# Why $0^{\infty}$ isn't indeterminate form?

I was trying to calculate $$\lim _{x \rightarrow 0} x^{\frac{1}{x}}$$ I know left hand limit is not equal to right hand limit, hence limit doesn't exist. But I was trying to get their values as well. Then I came to the question why $$0^{\infty}$$ isn't an indeterminate form ?

• An expression being an indeterminate form does not mean the limit does not exist. In fact, the right limit of $x^{1/x}$ is $0$ and the left limit is undefined in $\mathbb{R}$ (what is $(-1/\pi)^{-\pi}$?) Commented Apr 30, 2023 at 5:19
• The function isn't even defined for $x<0.$ Wat is $(-2/3)^{-3/2}?$ Commented Apr 30, 2023 at 5:21
• Limits of kind $(+0)^{+\infty}=0$, $(+0)^{-\infty}=+\infty$. Both forms are not indeterminate. Commented Apr 30, 2023 at 7:34
• The left side limit is not just undefined, the function is undefined on the left side. There is nothing to take the limit of. The left side is not a place where the function is defined,.. Usually, when we say the "limit does not exist" it is because there is something to take the limit of. There isn't here. Commented Apr 30, 2023 at 7:34
• In particular, since the function to the left is not defined, it is not of the "form" $0^\infty,$ and thus this doesn't contradict the statement that $0^\infty$ is determinate. Commented Apr 30, 2023 at 7:41

The left hand limit does not exist because the function is not defined on the left side. So the right side limit is of the "form" $$0^\infty,$$ but the left side limit is not.

So this does not prove that $$0^\infty$$ is indeterminate.

As a general rule, we might say $$\lim_{x\to0}\sqrt x=0,$$ but the danger is a case like $$\lim_{x\to a}\sqrt{f(x)},$$ where we don't know where $$f(x)$$ is positive or negative. It gets very complicated to define something like: $$\lim_{x\to0}x\sqrt{\sin\frac1x}$$ where there are undefined values all around $$0.$$

In general, if $$X$$ is the domain of a function - the set of values $$x$$ where $$f(x)$$ is defined - we restrict the definition of limit to be only for $$x$$ in the domain. But for $$\lim_{x\to a} f(x)$$ to be defined, we need to require that $$a$$ is a "limit point" of the set $$X.$$

For example, talking about $$\lim_{x\to0}\sqrt{x-1}$$ is meaningless, because the function isn't defined when $$|x|<1.$$

Indeed, the "right side" limit of a function, often written $$x\to a^+,$$ can be thought of as asking what the limit is if we restrict the function to the domain $$X=\{x\mid x>a\},$$ and similar for left side limits and $$X=\{x\mid x

The base eventually becomes less than 1 so when you raise it to a high power it becomes even closer to 0, so the limit is 0. So there is no ambiguity with the limits that calls for indeterminate forms.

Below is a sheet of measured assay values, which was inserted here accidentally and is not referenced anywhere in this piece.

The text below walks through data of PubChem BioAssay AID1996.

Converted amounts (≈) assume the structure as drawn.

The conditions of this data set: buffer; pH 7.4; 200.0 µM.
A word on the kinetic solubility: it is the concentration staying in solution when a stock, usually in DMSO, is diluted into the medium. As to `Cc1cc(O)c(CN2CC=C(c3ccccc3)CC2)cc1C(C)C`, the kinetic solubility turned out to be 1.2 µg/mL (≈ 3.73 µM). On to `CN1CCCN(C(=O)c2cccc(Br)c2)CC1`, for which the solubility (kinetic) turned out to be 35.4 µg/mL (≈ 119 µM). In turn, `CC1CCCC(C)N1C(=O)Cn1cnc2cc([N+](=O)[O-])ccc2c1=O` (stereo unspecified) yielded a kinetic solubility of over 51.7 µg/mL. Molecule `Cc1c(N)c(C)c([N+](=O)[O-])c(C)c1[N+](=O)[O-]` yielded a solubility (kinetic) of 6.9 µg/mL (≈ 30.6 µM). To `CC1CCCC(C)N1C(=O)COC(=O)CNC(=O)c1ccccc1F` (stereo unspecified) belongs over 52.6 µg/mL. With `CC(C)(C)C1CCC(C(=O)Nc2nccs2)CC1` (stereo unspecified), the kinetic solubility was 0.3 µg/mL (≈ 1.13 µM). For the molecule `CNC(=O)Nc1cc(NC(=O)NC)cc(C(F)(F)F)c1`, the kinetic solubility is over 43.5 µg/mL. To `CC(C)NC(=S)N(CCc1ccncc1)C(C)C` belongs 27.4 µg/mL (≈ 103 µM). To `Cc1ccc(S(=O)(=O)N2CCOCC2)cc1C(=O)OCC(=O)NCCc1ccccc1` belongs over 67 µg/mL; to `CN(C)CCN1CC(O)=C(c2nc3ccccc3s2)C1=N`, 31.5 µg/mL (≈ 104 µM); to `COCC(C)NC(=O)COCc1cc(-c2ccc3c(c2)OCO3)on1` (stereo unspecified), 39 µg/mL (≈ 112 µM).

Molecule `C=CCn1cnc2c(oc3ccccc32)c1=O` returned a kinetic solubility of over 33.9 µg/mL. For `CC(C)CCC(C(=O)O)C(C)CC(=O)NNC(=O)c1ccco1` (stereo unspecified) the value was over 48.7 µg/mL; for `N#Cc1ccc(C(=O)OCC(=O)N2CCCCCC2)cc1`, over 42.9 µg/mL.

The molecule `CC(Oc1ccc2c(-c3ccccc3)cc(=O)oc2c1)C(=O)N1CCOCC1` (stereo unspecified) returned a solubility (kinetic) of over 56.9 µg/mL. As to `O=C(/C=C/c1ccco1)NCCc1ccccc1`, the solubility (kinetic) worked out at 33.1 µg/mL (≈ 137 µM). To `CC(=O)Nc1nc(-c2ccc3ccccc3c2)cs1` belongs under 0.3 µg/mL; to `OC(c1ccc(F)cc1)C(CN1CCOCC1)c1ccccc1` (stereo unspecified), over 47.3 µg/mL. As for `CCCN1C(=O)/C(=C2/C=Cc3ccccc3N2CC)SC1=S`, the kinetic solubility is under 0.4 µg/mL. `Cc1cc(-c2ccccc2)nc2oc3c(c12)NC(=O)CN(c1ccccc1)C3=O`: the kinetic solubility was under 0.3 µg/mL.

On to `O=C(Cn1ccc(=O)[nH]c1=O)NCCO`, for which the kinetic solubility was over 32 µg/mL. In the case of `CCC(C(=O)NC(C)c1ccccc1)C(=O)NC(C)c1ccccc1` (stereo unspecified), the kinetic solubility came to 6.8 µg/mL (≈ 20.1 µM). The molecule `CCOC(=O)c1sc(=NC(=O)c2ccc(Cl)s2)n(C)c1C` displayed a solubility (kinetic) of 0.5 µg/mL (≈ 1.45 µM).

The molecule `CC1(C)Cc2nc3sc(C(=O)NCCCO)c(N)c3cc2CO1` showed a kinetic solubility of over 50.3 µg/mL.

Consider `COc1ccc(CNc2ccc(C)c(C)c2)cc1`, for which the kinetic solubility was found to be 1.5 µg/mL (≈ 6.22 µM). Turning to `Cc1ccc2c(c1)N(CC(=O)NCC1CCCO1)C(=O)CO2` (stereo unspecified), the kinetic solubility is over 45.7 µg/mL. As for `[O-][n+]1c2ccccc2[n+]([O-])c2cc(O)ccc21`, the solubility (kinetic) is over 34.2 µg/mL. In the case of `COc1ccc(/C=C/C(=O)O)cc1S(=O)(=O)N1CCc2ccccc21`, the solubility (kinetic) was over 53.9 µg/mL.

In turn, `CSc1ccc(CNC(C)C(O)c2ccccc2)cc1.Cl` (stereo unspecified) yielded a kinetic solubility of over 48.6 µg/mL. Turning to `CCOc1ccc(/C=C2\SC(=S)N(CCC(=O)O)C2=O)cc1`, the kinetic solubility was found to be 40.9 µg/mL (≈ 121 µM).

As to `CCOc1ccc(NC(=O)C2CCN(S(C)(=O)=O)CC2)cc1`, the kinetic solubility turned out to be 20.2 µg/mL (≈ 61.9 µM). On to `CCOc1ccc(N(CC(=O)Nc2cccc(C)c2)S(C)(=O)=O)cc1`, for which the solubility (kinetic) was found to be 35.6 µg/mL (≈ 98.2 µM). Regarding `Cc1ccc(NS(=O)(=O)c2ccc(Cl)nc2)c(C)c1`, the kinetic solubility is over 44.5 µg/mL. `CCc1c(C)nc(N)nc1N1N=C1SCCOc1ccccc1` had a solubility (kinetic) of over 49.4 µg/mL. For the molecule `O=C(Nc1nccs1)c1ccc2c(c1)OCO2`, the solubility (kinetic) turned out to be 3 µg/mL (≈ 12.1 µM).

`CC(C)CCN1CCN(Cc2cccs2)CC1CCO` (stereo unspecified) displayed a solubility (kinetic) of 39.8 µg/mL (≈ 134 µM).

More precisely, let $$f(x)$$ and $$g(x)$$ be continuous functions, and suppose that $$\lim_{x \to c}f(x)=0$$ and $$\lim_{x \to c}g(x)=\infty$$. Also assume that $$f(x)>0$$ for all $$x$$. I claim that $$\lim_{x \to c}f(x)^{g(x)}=0$$. Let $$\epsilon>0$$ and assume that $$\epsilon <1$$. We need to show that there is some $$\delta>0$$ such that $$|f(x)^{g(x)}|< \epsilon$$. There is some $$\delta_1>0$$ such that for all $$x \in (c-\delta_1,c+\delta_1)$$, $$|f(x)|<\epsilon$$ and there is some $$\delta_2>0$$ such that for all $$x \in (c-\delta_2,c+\delta_2)$$, $$g(x)>2$$. Now let $$\delta<\min\{\delta_1,\delta_2\}$$. When $$x \in (c-\delta,c+\delta)$$, $$|f(x)^{g(x)}|=|f(x)|^{g(x)}<\epsilon^2 < \epsilon$$.This shows that $$\lim_{x \to c}f(x)^{g(x)}=0$$.

• You need $f$ to be a positive function for $f(x)^{g(x)}$ to be defined, which is the source of the OP is having, OP wonders why the limits from both sides don't agree when $0^\infty$ is, they are told, not an indeterminate form. The problem is that there is no function on left. Commented Apr 30, 2023 at 7:49
• I added the condition. Anyway, my post answers the question of why $0^\infty$ isn't an indeterminate form. OP does seem to believe that if the limit doesn't exist then somehow that has something to do with indeterminate forms. Commented Apr 30, 2023 at 8:51

In general for $$f(x)>0$$

$$\lim _{x \rightarrow x_0} \left(f(x)\right)^{g(x)}$$

with $$\lim _{x \rightarrow x_0} f(x)=0$$ and $$\lim _{x \rightarrow x_0} g(x)=\infty$$ is not an indeterminate form because

$$\left(f(x)\right)^{g(x)} =e^{g(x)\log (f(x))} \to e^{-\infty}=0$$

As noticed, in this particular case, the limit is well defined only for $$x>0$$ that is

$$\lim _{x \rightarrow 0^+} x^{\frac{1}{x}}=\lim _{x \rightarrow 0^+} e^{\frac{\log x}x}=0$$ since $$\frac{\log x}x =\frac1x \cdot \log x \to -\infty$$.

Refer also to

if $$y = x ^{1/x}$$ then $$\log y = \log x /x$$. Meaning that your limit is $$\exp( \lim _{x\to 0} \log x / x)$$ which indeed is $$\pm \infty/0$$ indeterminate.

• by the way limit DNE as commentors above pointed out the function is not defined for $x < 0$. Commented Apr 30, 2023 at 5:24
• No, it is of the form $-\infty/0,$ or $-\infty\cdot\infty.$ Commented Apr 30, 2023 at 7:45
• There is definition of limit which says limit exists in this case ($S=(0;+\infty)$): en.wikipedia.org/wiki/Limit_of_a_function#More_general_subsets Commented Apr 30, 2023 at 7:49